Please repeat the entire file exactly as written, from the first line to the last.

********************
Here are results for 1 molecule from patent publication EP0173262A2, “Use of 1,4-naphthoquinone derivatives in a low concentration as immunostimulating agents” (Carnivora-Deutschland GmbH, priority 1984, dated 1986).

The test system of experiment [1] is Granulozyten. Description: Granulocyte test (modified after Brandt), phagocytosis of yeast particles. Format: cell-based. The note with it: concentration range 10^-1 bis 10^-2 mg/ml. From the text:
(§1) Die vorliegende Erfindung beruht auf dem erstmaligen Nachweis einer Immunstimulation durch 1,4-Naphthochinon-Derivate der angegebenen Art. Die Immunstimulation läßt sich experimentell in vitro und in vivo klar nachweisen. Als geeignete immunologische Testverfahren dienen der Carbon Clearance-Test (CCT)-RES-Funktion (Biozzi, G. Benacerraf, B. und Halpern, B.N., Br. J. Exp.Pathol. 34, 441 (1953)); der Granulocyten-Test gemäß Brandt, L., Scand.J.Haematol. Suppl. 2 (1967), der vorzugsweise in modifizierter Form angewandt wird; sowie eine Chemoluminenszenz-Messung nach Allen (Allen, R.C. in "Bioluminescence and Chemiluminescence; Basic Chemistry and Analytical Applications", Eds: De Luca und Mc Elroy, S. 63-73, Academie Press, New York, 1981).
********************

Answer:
Here are results for 1 molecule from patent publication EP0173262A2, “Use of 1,4-naphthoquinone derivatives in a low concentration as immunostimulating agents” (Carnivora-Deutschland GmbH, priority 1984, dated 1986).

The test system of experiment [1] is Granulozyten. Description: Granulocyte test (modified after Brandt), phagocytosis of yeast particles. Format: cell-based. The note with it: concentration range 10^-1 bis 10^-2 mg/ml. From the text:
(§1) Die vorliegende Erfindung beruht auf dem erstmaligen Nachweis einer Immunstimulation durch 1,4-Naphthochinon-Derivate der angegebenen Art. Die Immunstimulation läßt sich experimentell in vitro und in vivo klar nachweisen. Als geeignete immunologische Testverfahren dienen der Carbon Clearance-Test (CCT)-RES-Funktion (Biozzi, G. Benacerraf, B. und Halpern, B.N., Br. J. Exp.Pathol. 34, 441 (1953)); der Granulocyten-Test gemäß Brandt, L., Scand.J.Haematol. Suppl. 2 (1967), der vorzugsweise in modifizierter Form angewandt wird; sowie eine Chemoluminenszenz-Messung nach Allen (Allen, R.C. in "Bioluminescence and Chemiluminescence; Basic Chemistry and Analytical Applications", Eds: De Luca und Mc Elroy, S. 63-73, Academie Press, New York, 1981).